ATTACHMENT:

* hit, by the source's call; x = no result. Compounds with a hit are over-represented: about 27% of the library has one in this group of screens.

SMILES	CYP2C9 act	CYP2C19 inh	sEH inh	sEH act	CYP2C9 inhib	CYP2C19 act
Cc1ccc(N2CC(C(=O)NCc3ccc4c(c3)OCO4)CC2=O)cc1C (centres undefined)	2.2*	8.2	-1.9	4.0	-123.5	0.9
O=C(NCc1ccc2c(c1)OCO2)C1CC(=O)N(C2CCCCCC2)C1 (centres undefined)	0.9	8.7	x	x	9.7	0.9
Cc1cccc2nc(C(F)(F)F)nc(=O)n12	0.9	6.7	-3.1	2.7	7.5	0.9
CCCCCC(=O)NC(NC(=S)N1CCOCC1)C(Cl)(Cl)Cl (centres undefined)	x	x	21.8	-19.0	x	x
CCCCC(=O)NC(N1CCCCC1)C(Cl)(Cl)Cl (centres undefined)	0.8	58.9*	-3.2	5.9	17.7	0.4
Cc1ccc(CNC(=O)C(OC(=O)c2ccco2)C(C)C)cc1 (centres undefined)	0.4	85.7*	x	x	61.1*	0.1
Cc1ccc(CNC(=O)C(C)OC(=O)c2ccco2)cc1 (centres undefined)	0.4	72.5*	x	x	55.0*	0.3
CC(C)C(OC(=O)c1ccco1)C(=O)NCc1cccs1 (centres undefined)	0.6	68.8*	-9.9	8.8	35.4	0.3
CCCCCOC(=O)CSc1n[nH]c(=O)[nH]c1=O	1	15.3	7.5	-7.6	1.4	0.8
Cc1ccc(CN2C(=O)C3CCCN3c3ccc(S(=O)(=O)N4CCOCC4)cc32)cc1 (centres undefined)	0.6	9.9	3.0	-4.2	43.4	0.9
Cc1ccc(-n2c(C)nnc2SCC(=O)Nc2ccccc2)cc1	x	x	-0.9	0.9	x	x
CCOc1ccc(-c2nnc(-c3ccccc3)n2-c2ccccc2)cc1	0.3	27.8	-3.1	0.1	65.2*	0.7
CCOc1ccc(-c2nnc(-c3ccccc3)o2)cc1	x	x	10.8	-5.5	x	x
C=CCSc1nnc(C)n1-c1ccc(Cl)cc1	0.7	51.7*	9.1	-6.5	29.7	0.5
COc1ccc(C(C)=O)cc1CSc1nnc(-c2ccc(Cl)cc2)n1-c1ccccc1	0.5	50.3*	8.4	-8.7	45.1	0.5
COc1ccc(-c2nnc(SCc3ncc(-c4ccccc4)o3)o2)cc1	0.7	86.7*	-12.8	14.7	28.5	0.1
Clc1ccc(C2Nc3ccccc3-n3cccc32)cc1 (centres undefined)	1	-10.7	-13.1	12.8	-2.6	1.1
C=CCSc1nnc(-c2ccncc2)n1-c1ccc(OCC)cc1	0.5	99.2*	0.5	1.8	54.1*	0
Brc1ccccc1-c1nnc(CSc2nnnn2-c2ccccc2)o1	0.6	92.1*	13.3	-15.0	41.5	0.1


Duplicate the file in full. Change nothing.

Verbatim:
* hit, by the source's call; x = no result. Compounds with a hit are over-represented: about 27% of the library has one in this group of screens.

SMILES	CYP2C9 act	CYP2C19 inh	sEH inh	sEH act	CYP2C9 inhib	CYP2C19 act
Cc1ccc(N2CC(C(=O)NCc3ccc4c(c3)OCO4)CC2=O)cc1C (centres undefined)	2.2*	8.2	-1.9	4.0	-123.5	0.9
O=C(NCc1ccc2c(c1)OCO2)C1CC(=O)N(C2CCCCCC2)C1 (centres undefined)	0.9	8.7	x	x	9.7	0.9
Cc1cccc2nc(C(F)(F)F)nc(=O)n12	0.9	6.7	-3.1	2.7	7.5	0.9
CCCCCC(=O)NC(NC(=S)N1CCOCC1)C(Cl)(Cl)Cl (centres undefined)	x	x	21.8	-19.0	x	x
CCCCC(=O)NC(N1CCCCC1)C(Cl)(Cl)Cl (centres undefined)	0.8	58.9*	-3.2	5.9	17.7	0.4
Cc1ccc(CNC(=O)C(OC(=O)c2ccco2)C(C)C)cc1 (centres undefined)	0.4	85.7*	x	x	61.1*	0.1
Cc1ccc(CNC(=O)C(C)OC(=O)c2ccco2)cc1 (centres undefined)	0.4	72.5*	x	x	55.0*	0.3
CC(C)C(OC(=O)c1ccco1)C(=O)NCc1cccs1 (centres undefined)	0.6	68.8*	-9.9	8.8	35.4	0.3
CCCCCOC(=O)CSc1n[nH]c(=O)[nH]c1=O	1	15.3	7.5	-7.6	1.4	0.8
Cc1ccc(CN2C(=O)C3CCCN3c3ccc(S(=O)(=O)N4CCOCC4)cc32)cc1 (centres undefined)	0.6	9.9	3.0	-4.2	43.4	0.9
Cc1ccc(-n2c(C)nnc2SCC(=O)Nc2ccccc2)cc1	x	x	-0.9	0.9	x	x
CCOc1ccc(-c2nnc(-c3ccccc3)n2-c2ccccc2)cc1	0.3	27.8	-3.1	0.1	65.2*	0.7
CCOc1ccc(-c2nnc(-c3ccccc3)o2)cc1	x	x	10.8	-5.5	x	x
C=CCSc1nnc(C)n1-c1ccc(Cl)cc1	0.7	51.7*	9.1	-6.5	29.7	0.5
COc1ccc(C(C)=O)cc1CSc1nnc(-c2ccc(Cl)cc2)n1-c1ccccc1	0.5	50.3*	8.4	-8.7	45.1	0.5
COc1ccc(-c2nnc(SCc3ncc(-c4ccccc4)o3)o2)cc1	0.7	86.7*	-12.8	14.7	28.5	0.1
Clc1ccc(C2Nc3ccccc3-n3cccc32)cc1 (centres undefined)	1	-10.7	-13.1	12.8	-2.6	1.1
C=CCSc1nnc(-c2ccncc2)n1-c1ccc(OCC)cc1	0.5	99.2*	0.5	1.8	54.1*	0
Brc1ccccc1-c1nnc(CSc2nnnn2-c2ccccc2)o1	0.6	92.1*	13.3	-15.0	41.5	0.1